Recently I saw on a website forum a comment that offended me. Usually I am not quickly or easily offended, especially given the nature by which a majority of forum users display their reasoning, but this one bothered me. The writer, commenting on the recent death of a Homewood, Illinois firefighter, stated a desire to have a legislation requiring placards on homes that use medical oxygen. The rationale, if you will, was that having this foreknowledge might lead to influencing the initial sizeup decisions.
While the opinion of one among many is a clear minority, what should be alarming to us is the quickness and acceptance of this lone thought. The collective body in fire service forums, no matter what the site, believe in a grieving process method, a period of waiting. They exist with a accepted norm that says questioning the acts of the fallen must wait a period of time since the announcement of tragedy. After this period of time has passed the questions are raised and the deceased firefighter’s department is piled on with “should have” and “could have”. The recommendations are laid out better than any NIOSH report, since cyberspace firefighting has few faults.
Richmond firefighter, and former Kentland volunteer, Jake Rixner wrote a article describing a moment during his recruit school where a firefighter’s cause is expounded. He tells of a moment during PT when a recruit would be near exhaustion and the instructor would go face to face with the recruit and yell, ‘are you going to get the baby?!’
“The high temperatures and the fact that these sprints were taking place in full turn-out gear, and after the recruit was tired created a situation where you had to dig deep into your heart to force yourself to find the energy to continue. The instructors would get right in the face of anyone who showed signs of fatigue, “ ARE YOU GOING TO GET THE BABY?” The question was, do you have the heart, the guts, the drive to keep going after you think you can’t go anymore and go rescue the baby in the burning building. With the mental image of a trapped infant how could you give up?”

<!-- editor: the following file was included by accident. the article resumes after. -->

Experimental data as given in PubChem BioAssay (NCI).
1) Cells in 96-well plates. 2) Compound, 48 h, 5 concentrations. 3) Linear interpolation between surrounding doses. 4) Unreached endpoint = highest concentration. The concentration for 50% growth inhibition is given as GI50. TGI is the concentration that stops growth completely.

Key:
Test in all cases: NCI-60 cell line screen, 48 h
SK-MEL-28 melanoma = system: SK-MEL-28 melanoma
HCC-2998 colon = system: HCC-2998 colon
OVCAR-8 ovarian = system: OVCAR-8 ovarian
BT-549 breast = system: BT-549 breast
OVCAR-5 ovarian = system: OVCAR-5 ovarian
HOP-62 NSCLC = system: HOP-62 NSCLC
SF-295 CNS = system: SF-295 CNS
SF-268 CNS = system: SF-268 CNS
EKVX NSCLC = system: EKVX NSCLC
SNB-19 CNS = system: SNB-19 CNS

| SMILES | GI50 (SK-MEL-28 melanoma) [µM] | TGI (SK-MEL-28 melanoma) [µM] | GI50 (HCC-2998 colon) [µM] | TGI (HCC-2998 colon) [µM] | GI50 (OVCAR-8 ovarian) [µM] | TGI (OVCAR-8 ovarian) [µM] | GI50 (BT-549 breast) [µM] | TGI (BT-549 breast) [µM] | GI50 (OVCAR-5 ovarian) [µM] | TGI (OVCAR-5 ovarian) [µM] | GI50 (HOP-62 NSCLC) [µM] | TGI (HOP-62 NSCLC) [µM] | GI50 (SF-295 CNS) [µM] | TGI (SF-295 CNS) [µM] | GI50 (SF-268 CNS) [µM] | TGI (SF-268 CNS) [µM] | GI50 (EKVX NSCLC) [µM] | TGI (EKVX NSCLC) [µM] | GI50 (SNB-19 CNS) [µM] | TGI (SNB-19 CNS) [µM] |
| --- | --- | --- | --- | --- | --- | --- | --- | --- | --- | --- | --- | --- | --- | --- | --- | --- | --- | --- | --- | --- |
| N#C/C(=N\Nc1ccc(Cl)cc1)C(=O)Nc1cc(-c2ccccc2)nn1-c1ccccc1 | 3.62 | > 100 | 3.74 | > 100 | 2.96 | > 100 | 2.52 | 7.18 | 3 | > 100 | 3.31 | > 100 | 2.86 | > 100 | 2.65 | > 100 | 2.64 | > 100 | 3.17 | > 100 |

I know Jake and he didn’t write this to piggy back on the unintelligent reasoning that says you must rush in to every burning structure you find. He wrote this to emphasize the need for firefighters to be physically and mentally fit to face one of the two universal reasons why you ride the engine, that is to save life. The intelligent passion for the job requires you to be courageous and, note this, intelligent. The intelligence comes by using your fire service education to evaluate the conditions on the fireground and influence your operations. It is not intended to be a loophole for you to place your personal safety in an extreme manner above the very people you have chosen to serve. I’m not advocating a reckless approach to interior firefighting, but emphasizing that the basics, get the baby, cannot be marginalized by risk management, victim survivability profiling, and lately hazard labeling.
If we quietly accept the remote notion of labeling for medical equipment, such as oxygen, then what else do we label? Should explosive placards be placed in the homes of those who have firearms and do reloading? What about home hospice care? Do we place a DNR sign on the front door, so not to rescue Grampa if the house catches fire? I hope you see the rationale in the irrational. I believe, as Ray McCormack put it, that too much safety makes Johnny a poor rescuer. What good does having a hazard label on a private dwelling do when we are faced with the obvious rescue?
If a danger sign on the front door does more for your mental sizeup than the burned person in the front yard screaming that the baby is still inside, I hope you reconsider your decision to be a firefighter. Powered by Facebook Comments
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